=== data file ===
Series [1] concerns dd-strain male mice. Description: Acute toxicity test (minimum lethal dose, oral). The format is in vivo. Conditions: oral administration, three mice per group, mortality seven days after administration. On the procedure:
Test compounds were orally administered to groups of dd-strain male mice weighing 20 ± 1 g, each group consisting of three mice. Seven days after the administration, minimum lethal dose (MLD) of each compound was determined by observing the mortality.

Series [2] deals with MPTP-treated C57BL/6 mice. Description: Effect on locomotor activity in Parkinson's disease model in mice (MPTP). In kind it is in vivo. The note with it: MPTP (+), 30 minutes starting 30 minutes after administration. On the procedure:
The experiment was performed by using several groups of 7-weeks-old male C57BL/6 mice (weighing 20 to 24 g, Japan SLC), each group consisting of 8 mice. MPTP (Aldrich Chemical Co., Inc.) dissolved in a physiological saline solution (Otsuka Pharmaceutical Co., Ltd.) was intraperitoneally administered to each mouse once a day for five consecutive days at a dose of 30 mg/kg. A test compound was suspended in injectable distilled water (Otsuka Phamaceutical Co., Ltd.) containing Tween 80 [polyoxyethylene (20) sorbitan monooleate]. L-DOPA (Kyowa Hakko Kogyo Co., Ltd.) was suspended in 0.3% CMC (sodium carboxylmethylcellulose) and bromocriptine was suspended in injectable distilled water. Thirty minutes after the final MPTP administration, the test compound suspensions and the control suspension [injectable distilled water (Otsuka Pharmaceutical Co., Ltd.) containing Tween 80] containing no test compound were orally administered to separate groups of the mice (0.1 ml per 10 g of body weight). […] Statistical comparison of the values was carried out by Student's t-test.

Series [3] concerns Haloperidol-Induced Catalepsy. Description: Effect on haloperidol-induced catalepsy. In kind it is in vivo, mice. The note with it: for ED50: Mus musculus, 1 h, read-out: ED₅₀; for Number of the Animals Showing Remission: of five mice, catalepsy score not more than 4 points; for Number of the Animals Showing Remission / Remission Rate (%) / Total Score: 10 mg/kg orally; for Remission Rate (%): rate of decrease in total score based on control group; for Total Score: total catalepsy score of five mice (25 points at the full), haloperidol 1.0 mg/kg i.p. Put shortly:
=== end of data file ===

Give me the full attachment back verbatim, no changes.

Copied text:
Series [1] concerns dd-strain male mice. Description: Acute toxicity test (minimum lethal dose, oral). The format is in vivo. Conditions: oral administration, three mice per group, mortality seven days after administration. On the procedure:
Test compounds were orally administered to groups of dd-strain male mice weighing 20 ± 1 g, each group consisting of three mice. Seven days after the administration, minimum lethal dose (MLD) of each compound was determined by observing the mortality.

Series [2] deals with MPTP-treated C57BL/6 mice. Description: Effect on locomotor activity in Parkinson's disease model in mice (MPTP). In kind it is in vivo. The note with it: MPTP (+), 30 minutes starting 30 minutes after administration. On the procedure:
The experiment was performed by using several groups of 7-weeks-old male C57BL/6 mice (weighing 20 to 24 g, Japan SLC), each group consisting of 8 mice. MPTP (Aldrich Chemical Co., Inc.) dissolved in a physiological saline solution (Otsuka Pharmaceutical Co., Ltd.) was intraperitoneally administered to each mouse once a day for five consecutive days at a dose of 30 mg/kg. A test compound was suspended in injectable distilled water (Otsuka Phamaceutical Co., Ltd.) containing Tween 80 [polyoxyethylene (20) sorbitan monooleate]. L-DOPA (Kyowa Hakko Kogyo Co., Ltd.) was suspended in 0.3% CMC (sodium carboxylmethylcellulose) and bromocriptine was suspended in injectable distilled water. Thirty minutes after the final MPTP administration, the test compound suspensions and the control suspension [injectable distilled water (Otsuka Pharmaceutical Co., Ltd.) containing Tween 80] containing no test compound were orally administered to separate groups of the mice (0.1 ml per 10 g of body weight). […] Statistical comparison of the values was carried out by Student's t-test.

Series [3] concerns Haloperidol-Induced Catalepsy. Description: Effect on haloperidol-induced catalepsy. In kind it is in vivo, mice. The note with it: for ED50: Mus musculus, 1 h, read-out: ED₅₀; for Number of the Animals Showing Remission: of five mice, catalepsy score not more than 4 points; for Number of the Animals Showing Remission / Remission Rate (%) / Total Score: 10 mg/kg orally; for Remission Rate (%): rate of decrease in total score based on control group; for Total Score: total catalepsy score of five mice (25 points at the full), haloperidol 1.0 mg/kg i.p. Put shortly: